But this is going to require all of us to be a part of it, and today we are doing this together, because we really are doing this together.  As we prepare to make our own pledges, I am happy to confess that we have already received pledges from about 60 households to amount to almost $400,000 of our goal, of which my personal pledge is a part (yes, my meager salary is going to help build our church!).  This pledge total is a phenomenal sign of the dedication of our parishioners and evidence that we can attain this goal.  I am truly grateful to those who have stepped forward in faith already to reach this huge portion of our goal, almost one third already!  But to finish our goal, sacrifice is needed on behalf of all of us, and so I ask you to consider at least the commitment to give $1.50 each day (that is, $45 a month) for 36-months to our pledge campaign.  This is truly a case of the widow's sacrifice, putting everything into God's hands.  I am excited about the work that this parish offers to South Bend and St. Joseph County in so many ways, and am hopeful that this project will be a true benefit to our parishioners and really enable us to continue our mission and ministries.
Please look over your pledge cards to be sure they are complete, and I now invite our ushers to come to the front of church and begin to collect the pledges.
I want to thank you for your pledge today, for your commitment to give everything to God like Mary, Joseph, and Therese the little flower.  May we continue to do our small things with great love, and find joy in filling the heart of God with our love.
Every single pledge will receive a thank you letter in the mail.  If we have not heard from parishioners due to travel, etc., they will receive a series of follow-up mailings inviting them to participate in this important campaign.

Saturday, November 3, 2018

Two for the price of one

Audio: Click here!
There is no other commandment greater than these, Jesus says, after he answers the scribe who puts Him to the test.  The Pharisees and scribes (two different groups but both very united against Christ who threatens their power), they both try again and again to put Jesus on the trial of public opinion and hope for Him to make a huge mistake.  Every time, however, Jesus undoes their snares and today is no exception.  What is the greatest commandment? Is a test to hopefully humiliate Christ so they can maintain their authority.  However, this man has a heart that is more focused on God than it is on shaming Jesus, as we see in Christ's final words to the man after he responds with understanding: "You are not far from the Kingdom of God."  This is probably the greatest compliment Christ gives to an adversary, and it is worth noticing.  If we truly understand these two truths the man says today, then we ourselves "are not far from the Kingdom of God."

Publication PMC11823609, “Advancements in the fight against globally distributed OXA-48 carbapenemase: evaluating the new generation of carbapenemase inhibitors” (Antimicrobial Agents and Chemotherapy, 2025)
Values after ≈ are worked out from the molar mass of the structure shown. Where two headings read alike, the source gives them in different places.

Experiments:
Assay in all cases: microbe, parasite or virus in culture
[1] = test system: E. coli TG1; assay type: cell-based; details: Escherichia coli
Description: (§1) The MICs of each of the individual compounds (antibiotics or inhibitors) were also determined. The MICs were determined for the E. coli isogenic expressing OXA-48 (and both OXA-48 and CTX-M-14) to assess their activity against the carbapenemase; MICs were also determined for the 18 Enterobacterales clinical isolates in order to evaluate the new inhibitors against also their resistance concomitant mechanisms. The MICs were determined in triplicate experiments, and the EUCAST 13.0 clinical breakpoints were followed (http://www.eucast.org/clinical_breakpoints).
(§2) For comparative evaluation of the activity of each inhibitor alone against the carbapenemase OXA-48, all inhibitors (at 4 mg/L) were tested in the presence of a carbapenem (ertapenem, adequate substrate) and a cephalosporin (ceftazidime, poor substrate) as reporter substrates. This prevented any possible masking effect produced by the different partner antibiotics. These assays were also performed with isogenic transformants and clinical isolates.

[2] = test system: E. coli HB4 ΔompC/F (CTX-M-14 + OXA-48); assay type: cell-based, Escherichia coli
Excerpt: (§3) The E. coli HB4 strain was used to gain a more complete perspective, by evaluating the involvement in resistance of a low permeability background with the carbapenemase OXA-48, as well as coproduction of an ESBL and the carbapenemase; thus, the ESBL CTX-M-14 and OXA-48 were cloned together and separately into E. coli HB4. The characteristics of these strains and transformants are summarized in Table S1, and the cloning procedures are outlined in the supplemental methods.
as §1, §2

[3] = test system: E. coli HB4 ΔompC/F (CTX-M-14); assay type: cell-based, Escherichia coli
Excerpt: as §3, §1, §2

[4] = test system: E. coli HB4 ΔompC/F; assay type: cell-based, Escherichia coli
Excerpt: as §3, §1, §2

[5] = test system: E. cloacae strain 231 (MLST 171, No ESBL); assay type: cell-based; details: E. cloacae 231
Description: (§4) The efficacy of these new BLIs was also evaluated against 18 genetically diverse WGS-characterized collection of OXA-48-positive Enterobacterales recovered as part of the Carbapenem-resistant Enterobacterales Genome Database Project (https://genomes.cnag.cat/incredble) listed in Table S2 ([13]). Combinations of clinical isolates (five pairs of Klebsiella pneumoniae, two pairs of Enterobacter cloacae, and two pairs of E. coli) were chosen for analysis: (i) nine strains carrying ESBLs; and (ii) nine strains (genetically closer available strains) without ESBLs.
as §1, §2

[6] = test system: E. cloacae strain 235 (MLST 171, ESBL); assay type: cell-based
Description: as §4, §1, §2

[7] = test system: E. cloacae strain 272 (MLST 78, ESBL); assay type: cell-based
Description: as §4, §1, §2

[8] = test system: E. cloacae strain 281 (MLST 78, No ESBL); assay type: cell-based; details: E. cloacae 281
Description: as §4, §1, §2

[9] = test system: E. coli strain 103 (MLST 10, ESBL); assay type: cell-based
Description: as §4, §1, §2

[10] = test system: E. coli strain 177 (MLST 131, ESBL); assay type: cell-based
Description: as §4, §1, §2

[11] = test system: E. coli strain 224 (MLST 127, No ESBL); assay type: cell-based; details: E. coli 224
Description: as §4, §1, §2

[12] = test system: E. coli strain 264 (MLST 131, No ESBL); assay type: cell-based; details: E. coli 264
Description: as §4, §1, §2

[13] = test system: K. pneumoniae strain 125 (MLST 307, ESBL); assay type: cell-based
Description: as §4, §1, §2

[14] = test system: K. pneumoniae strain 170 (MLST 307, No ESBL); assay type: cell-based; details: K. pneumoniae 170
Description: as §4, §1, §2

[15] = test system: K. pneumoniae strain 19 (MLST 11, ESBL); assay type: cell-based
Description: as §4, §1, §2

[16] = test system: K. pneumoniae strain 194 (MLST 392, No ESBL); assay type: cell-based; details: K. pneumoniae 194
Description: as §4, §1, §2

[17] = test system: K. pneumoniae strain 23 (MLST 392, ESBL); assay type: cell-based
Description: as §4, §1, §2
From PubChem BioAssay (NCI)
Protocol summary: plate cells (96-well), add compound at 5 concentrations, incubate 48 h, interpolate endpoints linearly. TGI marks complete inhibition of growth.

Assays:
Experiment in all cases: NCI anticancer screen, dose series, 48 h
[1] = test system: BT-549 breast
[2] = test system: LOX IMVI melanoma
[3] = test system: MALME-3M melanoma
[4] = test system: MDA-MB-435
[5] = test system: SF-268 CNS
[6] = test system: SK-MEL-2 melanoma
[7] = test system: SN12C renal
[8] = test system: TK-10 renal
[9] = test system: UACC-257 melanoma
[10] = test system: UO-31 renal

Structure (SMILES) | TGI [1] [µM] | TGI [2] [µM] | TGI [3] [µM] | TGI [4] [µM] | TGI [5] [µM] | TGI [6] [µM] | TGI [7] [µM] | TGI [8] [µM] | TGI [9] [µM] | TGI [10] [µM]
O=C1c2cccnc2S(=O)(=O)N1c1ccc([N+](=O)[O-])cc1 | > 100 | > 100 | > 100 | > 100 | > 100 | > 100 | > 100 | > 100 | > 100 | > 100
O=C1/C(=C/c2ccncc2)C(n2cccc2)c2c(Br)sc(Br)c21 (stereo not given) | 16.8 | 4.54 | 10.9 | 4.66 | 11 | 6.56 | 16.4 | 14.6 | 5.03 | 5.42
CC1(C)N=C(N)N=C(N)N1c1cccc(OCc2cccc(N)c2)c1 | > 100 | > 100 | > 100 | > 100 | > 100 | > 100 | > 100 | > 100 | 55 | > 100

So let us look at these two commandments that Jesus gives as sort of one and the same.  I guess you could say it’s two for the price of one.  Or better yet, it is if you want one, you gotta take them both.  So here we go: First, Jesus answers with the prayer every faithful, praying Jew would have known, for it is something they recite twice a day.  It is called the She'mah from the book of Deuteronomy which we heard as the first reading today.  In seminary I learned to sing it in my Hebrew class.  It goes like this...  v'hayoo ha-d'v'rim ha-aleh asher anoki blah blah blah (I don't remember the rest, maybe because it wasn't set to music - or because I'm getting old, or because I don't recite it twice a day like a good Jew would have done!) Anyways, it was a beautiful prayer that affirmed the monotheism of the Jewish people: nothing can replace God or compare with God, so they need to live that way, loving Him with all that he deserves, which is our entire self.  Thus we have the poetic repetition to love God with all your heart, with all your soul, and with all your strength.  (Jesus adds, by the way, with all your mind. Perhaps to speak more clearly to the audience of his time that the mind isn't excluded from the everything that God deserves from us)
The second commandment comes from Leviticus: to love your neighbor as yourself.  Love is not a fuzzy feeling for Jewish people.  It was much deeper.  It was more closely tied to justice, to how you treated someone.  Freely giving them what they deserved as human beings was loving them.
And all that comes back to God.  Why they deserved anything was because of the biblical truth that we are all created in God's image and likeness.  God has made us all, unrepeatably, and we must honor the truth that each of us is called to a relationship of love with Him, and thus with each other.
          If we live these two truths, if we meditate on them deeply, then we are not far from the Kingdom of God.  This is truly something worth modeling our lives around!
Now how do you eat a whole pie?  One bite at a time, or so I hear.  I’ve never actually tried to do it myself.  I promise!  So for us to live this 2-in-1 commandment, we should really look for one way we can make our daily lives fit more closely with what these words of our Lord require of us.  How can I love God more today, with all my heart, with all my soul, with all my mind, and with all my strength? (Perhaps it should start with a daily examination of conscience.  Five minutes each day, we can reflect back and ask "how in the last 24 hours did I love God or fail to do so?")  How can I love my neighbor as myself more today?  Perhaps it starts with our family or our friends or co-workers. Can I forgive the way I wish them to forgive?  Whatever it may be, let us ask God to show us how to live these two lessons a little more deeply one day at a time.  If we do so, we are not far from the Kingdom of God!